When creating his new animated show CHUMS, Dennis Jackson says he wanted to get away from the trend of featuring modern stories and characters.
“I always thought it would be good to go back before contact and do a cute little story for preschool kids around that time,” he said, adding that preserving culture in stories was key.
“For me and my son, we’re urban Indigenous creators but we have not lost our roots and we want to show that in the stories that we write.”
Dennis Jackson is a member of Peter Ballantyne Cree Nation in Saskatchewan and created CHUMS with his son, Eric Jackson, and a crew from Zoot Pictures in Winnipeg.
Dennis and Eric are writers on the show with Dennis directing and Eric producing. Dennis has been in the animation industry for many years with shows such as Wapos Bay and Guardians Evolution.
Eric Jackson described CHUMS as a 3D animation series geared toward ages three to six.
“It’s to encourage the discovery of traditional Indigenous relationships, emotional regulation and get kids to really understand the animals and environments around us,” he said.
“We’re trying to explore a lot of the native species of animals that are up here as well as the folklore that has either been passed down from my grandma to me or within the community.”
The show will follow a group of animals, along with a girl named Flies With Eagles, who help other animals in unexpected situations.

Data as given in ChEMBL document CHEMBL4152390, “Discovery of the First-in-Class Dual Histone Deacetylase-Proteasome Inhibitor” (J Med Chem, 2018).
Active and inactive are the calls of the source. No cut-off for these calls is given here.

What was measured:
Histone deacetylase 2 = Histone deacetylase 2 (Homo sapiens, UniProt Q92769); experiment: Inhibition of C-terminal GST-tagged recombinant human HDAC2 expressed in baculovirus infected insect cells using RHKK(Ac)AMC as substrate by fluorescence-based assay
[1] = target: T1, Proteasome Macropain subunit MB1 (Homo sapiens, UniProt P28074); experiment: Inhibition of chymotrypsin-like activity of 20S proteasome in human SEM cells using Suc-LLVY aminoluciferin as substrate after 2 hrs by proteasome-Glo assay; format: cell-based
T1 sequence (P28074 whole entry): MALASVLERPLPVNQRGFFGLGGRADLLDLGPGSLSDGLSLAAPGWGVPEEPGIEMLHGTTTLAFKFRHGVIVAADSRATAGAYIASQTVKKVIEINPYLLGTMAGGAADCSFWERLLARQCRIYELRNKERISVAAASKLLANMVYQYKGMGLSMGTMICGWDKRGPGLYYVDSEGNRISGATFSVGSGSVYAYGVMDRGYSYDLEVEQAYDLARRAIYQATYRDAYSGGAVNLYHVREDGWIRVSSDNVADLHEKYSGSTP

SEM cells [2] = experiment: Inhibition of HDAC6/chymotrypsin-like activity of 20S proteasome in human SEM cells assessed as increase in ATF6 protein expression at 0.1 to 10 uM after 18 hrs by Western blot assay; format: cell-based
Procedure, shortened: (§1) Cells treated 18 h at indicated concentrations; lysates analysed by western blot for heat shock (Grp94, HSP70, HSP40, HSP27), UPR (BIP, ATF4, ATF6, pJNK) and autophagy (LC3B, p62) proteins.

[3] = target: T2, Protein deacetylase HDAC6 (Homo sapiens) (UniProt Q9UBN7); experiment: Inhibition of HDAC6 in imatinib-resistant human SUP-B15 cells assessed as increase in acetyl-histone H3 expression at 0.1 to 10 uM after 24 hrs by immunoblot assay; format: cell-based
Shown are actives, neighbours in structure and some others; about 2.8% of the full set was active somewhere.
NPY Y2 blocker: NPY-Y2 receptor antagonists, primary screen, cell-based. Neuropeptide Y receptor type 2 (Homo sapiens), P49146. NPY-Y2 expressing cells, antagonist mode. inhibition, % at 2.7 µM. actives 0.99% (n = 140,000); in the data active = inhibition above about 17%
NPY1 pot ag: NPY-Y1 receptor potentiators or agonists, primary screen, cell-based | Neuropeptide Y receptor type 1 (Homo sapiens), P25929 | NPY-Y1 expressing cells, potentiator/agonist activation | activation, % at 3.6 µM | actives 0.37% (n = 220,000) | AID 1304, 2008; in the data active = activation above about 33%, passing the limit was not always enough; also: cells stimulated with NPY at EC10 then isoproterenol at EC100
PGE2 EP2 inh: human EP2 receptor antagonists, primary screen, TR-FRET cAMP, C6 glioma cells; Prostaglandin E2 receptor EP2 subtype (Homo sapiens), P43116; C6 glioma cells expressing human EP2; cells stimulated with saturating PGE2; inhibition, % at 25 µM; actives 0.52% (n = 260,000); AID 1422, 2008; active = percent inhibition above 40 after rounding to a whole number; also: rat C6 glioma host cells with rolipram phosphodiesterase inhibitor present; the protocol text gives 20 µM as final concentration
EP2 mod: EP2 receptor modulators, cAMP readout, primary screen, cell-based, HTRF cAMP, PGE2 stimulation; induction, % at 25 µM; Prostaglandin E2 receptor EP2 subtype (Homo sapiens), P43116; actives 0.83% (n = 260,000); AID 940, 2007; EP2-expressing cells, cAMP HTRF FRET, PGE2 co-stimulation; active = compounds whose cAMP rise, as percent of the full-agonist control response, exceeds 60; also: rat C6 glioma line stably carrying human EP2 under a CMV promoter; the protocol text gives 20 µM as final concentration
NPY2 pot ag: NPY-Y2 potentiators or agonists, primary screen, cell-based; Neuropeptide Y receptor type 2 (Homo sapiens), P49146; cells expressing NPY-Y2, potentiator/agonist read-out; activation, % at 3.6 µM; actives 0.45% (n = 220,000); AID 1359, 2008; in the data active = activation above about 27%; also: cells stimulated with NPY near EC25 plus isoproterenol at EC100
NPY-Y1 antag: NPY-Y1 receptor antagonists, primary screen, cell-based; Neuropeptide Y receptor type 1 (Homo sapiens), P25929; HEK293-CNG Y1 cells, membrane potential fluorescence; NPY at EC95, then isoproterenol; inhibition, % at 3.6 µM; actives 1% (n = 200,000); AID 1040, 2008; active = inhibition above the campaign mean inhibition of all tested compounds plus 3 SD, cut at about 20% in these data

“They explore within the story how to go about helping them as well as Indigenous backstory and lore that would come with the animal,” Eric said.
The production of the show will take place in both Saskatchewan and Manitoba. The show has an all-Indigenous voice cast and creative team and the show will feature the Cree and Ojibway languages alongside English.
Eric said preserving culture is important and he wants his children to be a part of reclaiming the culture that was lost.
“My grandma was a residential school survivor and after that there was definitely that gap between embracing the culture and reclaiming it,” he said.
“I do it for my kids; I do it for all of the kids out there who want representation. They want something that’s relatable to them that they can go out and play pretend with and feel a connection with their culture in some manner or way and [gain] a new interest in rediscovering it.”
CHUMS will air on APTN, CityTV Saskatchewan and the APTN streaming service Lumi in late 2023 or early 2024.